Man. The funnest part of writing out raw recipe names is seeing how many things will go in quotation marks
After two days of awesome conversation, I think it’s time to turn to something we can all agree on: our love of great, raw recipes. This one was the highlight of last week’s dinners.
A few posts ago, I mentioned that student life makes it a challenge to prepare proper, homemade dinners during the week. I do, though, have weekends on which to prepare soups and stews—like my butternut squash and split pea, which many of you have tried and love already—grain dishes, pastas, and more. What I’ve had less time for, in the end, is any significant array of raw entrees. Not raw meals, per se—I have plenty of nutrient dense salad dinners, plenty of collard wraps, and plenty of raw soups. But when it comes to more elaborate raw meals—“cookbook meals,” I call them—I’ve fallen short.
It’s partly a matter of creativity: I find that constructing a raw entrée that’s not a salad takes a fair bit of creativity, and I’m a little too zapped to offer up much of it in the kitchen these days. It’s partly scheduling: many raw entrees demand time in a dehydrator or other methods of prep, and it’s time I don’t have. And it’s partly a function of weekends with M, when I tend to focus more on cooked meals we enjoy together than on the raw meals I enjoy more than he does (an interesting mini-segway into the topic of dating, eating, and relationships, right?).
So one of my goals right now is to do what I originally set out to do as a blogger, before my blog expanded and became a lot more than a raw food recipe collection: I want to share raw entrée ideas that are simple, time-saving, and that don’t demand too much fancy equipment or prep. I’ve always had a knack for this, but that knack has been tested by the hustle and bustle of school, late night labs, and weekend commuting. It shouldn’t take much to revive it.
On the list of raw entrees that never demands too much time or planning is cauliflower rice. This is exactly what it sounds like: cauliflower that’s chopped up finely to resemble rice. In some recipes, the cauliflower is mixed with nuts or seeds. I kept it simple in this one, and just used cauliflower as a base, but I often chop in cashews or pine nuts (I will probably never be able to afford the latter again).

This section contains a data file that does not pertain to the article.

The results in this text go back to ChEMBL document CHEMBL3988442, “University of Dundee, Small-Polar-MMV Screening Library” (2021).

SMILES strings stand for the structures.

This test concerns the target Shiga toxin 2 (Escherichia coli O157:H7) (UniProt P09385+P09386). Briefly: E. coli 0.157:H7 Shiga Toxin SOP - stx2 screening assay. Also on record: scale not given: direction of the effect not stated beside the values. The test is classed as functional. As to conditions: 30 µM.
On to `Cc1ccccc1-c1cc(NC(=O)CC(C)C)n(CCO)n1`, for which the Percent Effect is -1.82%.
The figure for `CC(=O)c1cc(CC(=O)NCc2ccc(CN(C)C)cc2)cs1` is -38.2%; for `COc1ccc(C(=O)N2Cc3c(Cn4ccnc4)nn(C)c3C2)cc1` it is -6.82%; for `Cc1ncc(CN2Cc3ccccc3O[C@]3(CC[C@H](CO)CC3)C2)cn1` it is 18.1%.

I made this version of “rice” on an unseasonably balmy February night last week. What better way to welcome a little gasp of spring, I thought, than with some avocado? And with that avocado, I thought to mix in some Mexican flavorings. The recipe that follows is what I came up with. It’s simple, quick, flavorful, and absolutely delicious—the best kind of raw entrée.
Raw Mexican Rice Pilaf With Spicy “Cheese” Topping (Vegan, raw, gluten free if you use shoyu)
1 small head cauliflower (or 1/2 large one), loosely chopped
1/2 large red bell pepper (or 1 small), chopped
1/2 lb green string beans, raw or blanched or lightly steamed, then chopped
1/2 large avocado, chopped
2 tbsp lime juice
2-3 tsps agave (use your own taste here)
2 tsps nama shoyu or tamari
1 tsp cumin
2 tbsp nutritional yeast
Black pepper to taste (if you make the topping below, you may not need this)
1/2 tsp coriander
For the spicy “cheese topping”
1/2 cup nutritional yeast
1/4 cup cashews
1 tsp chili powder
1/2 tsp smoked paprika
Cayenne pepper to taste
1) Place the cauliflower in a food processor…
…and process till it resembles rice, like so:
You should do this by pulsing it repeatedly, and not by turning the motor on, which may over-process the rice.
2) Empty the cauliflower into a bowl and toss it with the lime, agave, shoyu or tamari, spices, and the chopped veggies.
3) To make the spicy topping (optional), process all ingredients in a food processor till well mixed.
4) Serve the cauliflower rice alongside other veggies, on top of a salad, or to accompany a grain, bean, or soy-based entree with similar flavors. Top it with the spicy topping, and enjoy!
My rice went over kale salad. Are we surprised?
What a fabulous and easy dinner! Note that you could also throw in different vegetables: I think tomatoes, corn, and carrots would all be great.
Since it’s another goal of mine to talk about power foods lately, this is also a powerful meal: healthy fat from avocado, protein from the nutritional yeast, Vitamins C and K from the cauliflower, and any nutrient you can think of from the kale.
Like this recipe? You should also check out my chard leaves stuffed with Middle Eastern rice!
Happy almost Friday!